|LIFE OF A GT|
|January 14, 2009 - I picked up a spare speedometer on eBay.|
The plan is to stuff electronic guts inside the stock gauge, and I figured having an extra would make me more comfortable taking it apart. I'd rather not go to a $300 adapter or use Autometer gauges, I like the old Smiths look. Besides, it was cheap!
entry 138 - tags: interior, gauges
|February 16, 2010 - My plan has been to somehow stuff an electric speedometer inside the classic Smiths case.|
The Camaro's T56 uses an electronic sender and the MG has a completely mechanical version.
Of course, I'm a long way from needing a speedo. But I'm not feeling completely healthy and poking around wires is more attractive right now than cutting and welding. Thus the electric emphasis of the last few days.
Well, it's not going to be easy. Looks like quite a challenge, actually. Enough of one that I started looking for alternatives. I already know of one, which is basically a small electronic motor in a box that takes an electronic signal in and spins a cable at the appropriate speed. It's a decent option, although a bit more of a kluge than I'd prefer. If you're converting a Miata with molded plastic gauges, you don't have a lot of other options. But the MG uses individual gauges, of course.
Poking around, I discovered that there actually exists an electronic Smiths speedo. It's not a perfect match to what I have, but it's awfully close. Close enough to work. And as a bonus, it's actually significantly less expensive than the little "gerbil box" motorized adapter. Excellent.
What about the tach? It's expecting a four-cylinder, so it'll read twice as fast with 4 pulses per crank revolution instead of 2. Some poking around pulled up an article on the British V8 site that explains how to add a potentiometer to easily make the tach adjustable. But wait, it gets better. 1972 was the only year to be fitted with a potentiometer from the factory. At the time the article was written, it wasn't known if this gave enough range to make it work with a V8, but I'm very willing to find out. If not, I'll just solder in a different one. Perfect.
entry 289 - tags: gauges, wiring
|February 1, 2011 - I've been working on gauges recently.|
The parts just arrived to mate my mechanical oil pressure gauge to the engine. The biggest problem was how to deal with the usual oddball British flare fittings. After doing some measuring, I was able to sidestep the problem by cutting the flare off and using a 1/8" compression fitting. It's a perfect fit. That goes to an AN -3 flare, then it's all just off-the-shelf race stuff. I still have to get behind the dash to make sure the connection to the gauge is tight, then we'll see how it works!
The coolant gauge has been more of a hassle. The one for the engine computer works fine so I can monitor things that way, but the dash gauge reads really low. At 180F, it's just come off the C peg. After some putzing around with the gauge and checking wiring, it looks as if the culprit is the temperature sender in the head. The GM part measures 3800 ohms at 63F and about 150 ohms at 185F. A parts-store piece I also have on hand is the same at 63 and 200 at 185F.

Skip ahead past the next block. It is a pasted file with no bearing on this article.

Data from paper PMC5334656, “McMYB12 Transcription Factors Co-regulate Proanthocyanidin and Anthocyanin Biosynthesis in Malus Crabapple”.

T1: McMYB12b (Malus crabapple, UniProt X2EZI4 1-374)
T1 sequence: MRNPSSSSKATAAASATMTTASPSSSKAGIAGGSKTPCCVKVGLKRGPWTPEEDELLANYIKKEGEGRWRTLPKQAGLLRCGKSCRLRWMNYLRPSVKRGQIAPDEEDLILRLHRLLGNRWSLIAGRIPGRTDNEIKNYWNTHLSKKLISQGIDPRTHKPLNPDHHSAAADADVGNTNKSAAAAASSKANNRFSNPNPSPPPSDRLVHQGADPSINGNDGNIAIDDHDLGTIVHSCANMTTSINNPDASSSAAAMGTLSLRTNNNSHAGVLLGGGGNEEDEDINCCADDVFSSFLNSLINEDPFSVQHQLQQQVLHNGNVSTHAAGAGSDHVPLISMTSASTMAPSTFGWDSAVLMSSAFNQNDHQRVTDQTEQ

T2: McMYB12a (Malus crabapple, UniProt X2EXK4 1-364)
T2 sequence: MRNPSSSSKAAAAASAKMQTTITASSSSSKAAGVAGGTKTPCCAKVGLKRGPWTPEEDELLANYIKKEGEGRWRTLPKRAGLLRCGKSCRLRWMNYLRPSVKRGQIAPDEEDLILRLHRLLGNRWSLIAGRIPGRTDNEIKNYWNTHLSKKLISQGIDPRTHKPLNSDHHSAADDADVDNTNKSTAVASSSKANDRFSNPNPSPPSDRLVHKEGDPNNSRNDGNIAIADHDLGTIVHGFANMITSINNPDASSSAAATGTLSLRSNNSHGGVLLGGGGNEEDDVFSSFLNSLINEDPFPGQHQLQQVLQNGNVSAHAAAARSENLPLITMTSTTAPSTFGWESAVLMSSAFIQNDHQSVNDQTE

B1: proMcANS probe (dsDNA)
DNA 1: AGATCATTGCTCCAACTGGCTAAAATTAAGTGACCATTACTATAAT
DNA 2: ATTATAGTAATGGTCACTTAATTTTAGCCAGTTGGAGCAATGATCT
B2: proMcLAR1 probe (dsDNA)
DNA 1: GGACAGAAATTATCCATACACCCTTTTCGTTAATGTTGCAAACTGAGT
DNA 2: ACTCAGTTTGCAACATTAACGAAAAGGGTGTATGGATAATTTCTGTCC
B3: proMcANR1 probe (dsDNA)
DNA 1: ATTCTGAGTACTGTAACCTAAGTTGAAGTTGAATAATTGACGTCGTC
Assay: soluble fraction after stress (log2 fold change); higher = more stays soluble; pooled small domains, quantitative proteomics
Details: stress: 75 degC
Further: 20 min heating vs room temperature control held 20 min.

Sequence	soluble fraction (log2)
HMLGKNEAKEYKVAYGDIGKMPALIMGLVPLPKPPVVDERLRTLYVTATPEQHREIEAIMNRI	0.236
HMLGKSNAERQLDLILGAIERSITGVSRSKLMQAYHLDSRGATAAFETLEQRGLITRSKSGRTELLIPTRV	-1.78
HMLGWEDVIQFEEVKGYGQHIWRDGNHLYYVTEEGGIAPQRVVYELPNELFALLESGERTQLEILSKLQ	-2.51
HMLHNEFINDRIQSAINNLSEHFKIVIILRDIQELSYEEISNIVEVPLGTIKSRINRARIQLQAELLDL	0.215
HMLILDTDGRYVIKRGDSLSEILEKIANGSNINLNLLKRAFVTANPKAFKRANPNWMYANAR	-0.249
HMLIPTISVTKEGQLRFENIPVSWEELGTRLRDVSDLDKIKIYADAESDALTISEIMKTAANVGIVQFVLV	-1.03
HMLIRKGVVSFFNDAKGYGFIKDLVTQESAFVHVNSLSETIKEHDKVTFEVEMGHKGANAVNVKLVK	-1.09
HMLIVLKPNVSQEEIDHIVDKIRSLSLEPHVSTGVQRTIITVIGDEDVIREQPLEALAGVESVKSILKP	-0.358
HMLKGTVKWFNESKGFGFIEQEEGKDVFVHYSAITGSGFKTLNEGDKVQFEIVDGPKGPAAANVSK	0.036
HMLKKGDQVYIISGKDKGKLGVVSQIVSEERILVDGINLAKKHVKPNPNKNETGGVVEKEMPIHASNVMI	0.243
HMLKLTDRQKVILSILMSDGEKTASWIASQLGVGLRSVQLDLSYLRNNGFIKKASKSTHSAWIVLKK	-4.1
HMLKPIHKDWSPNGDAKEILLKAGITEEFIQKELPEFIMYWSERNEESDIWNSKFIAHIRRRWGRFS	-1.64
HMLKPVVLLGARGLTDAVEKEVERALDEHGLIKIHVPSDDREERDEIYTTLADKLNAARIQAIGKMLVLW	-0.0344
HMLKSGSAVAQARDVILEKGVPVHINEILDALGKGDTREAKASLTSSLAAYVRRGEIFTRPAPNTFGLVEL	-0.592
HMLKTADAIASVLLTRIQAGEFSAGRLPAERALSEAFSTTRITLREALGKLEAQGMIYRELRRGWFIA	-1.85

The MG sender apparently measures about 800 ohms at 68F and 33 at 190F. So I need to find one that's somewhere in that ballpark. It doesn't have to be perfect, just close enough that the gauge stays near the middle at normal operating temperature. I'll stop by NAPA tonight and see what I can find.
entry 547 - tags: gauges
|February 3, 2011 - I swapped in the 6178 sender today, and it does sit just above C when cold.|
That's fine, it shows the gauge is alive! I wasn't able to run the engine to see how it behaves at 180F or so, but I already have a pretty good idea. So that's good.
I couldn't run the engine because I'd mis-measured the length of the AN -3 line I needed. Either that or the length included a fairly large radius 90 degree section that was on one end. Anyhow, the end result was a high-pressure oil system that isn't sealed up. Of course, as can be expected with AN fittings, there are none to be found in town anywhere. So I've had to order another one in from Summit Racing. Argh.
I've taken on a new project, as you can see here. It's being documented on the Flyin' Miata site even though it's one of my own. Why? Because some of the FM fans might enjoy it, and it is a Miata. It's not going to be a long one, but it is going to involve a bit of bodywork and a repaint for a friend. It'll be my practice run for the MG.
entry 549 - tags: other cars, gauges
|February 13, 2011 - We have a full complement of gauges!|
It took a few tries to get the correct length of line for the oil pressure gauge, but it's in. I haven't run it up to full temperature yet but there were no leaks upon initial startup.
The car's been kept in the garage for the last couple of weeks due to cold weather, snow and race tires. The temperature's supposed to be nice this week, so it might come out for some extra exercise.
The Miata is coming along. I'm into the bodywork now. I cannot wait to shoot paint, it's so much more rewarding!
entry 555 - tags: gauges
|February 15, 2011 - The Big List keeps getting shorter!|
Unfortunately, the coolant gauge has to go back on it. It reads way to high, settling right on the H at normal operating temperature. I'll try the other one, and if that doesn't work I'll add a parallel resistor to the GM sensor. Easy enough to sort out.
I had the car out today in some unseasonably warm temperatures. Man, this is a fun little critter.
entry 556 - tags: gauges
|February 20, 2011 - The other coolant sender is better, but not right.|
It reads right between N and H during normal operating temperatures. I'll deal with that soon. Right now, I'm spending most of my time doing the body prep on the Miata. It'll get painted next week, then I'll start on the bodywork for the MG.
entry 557 - tags: body, gauges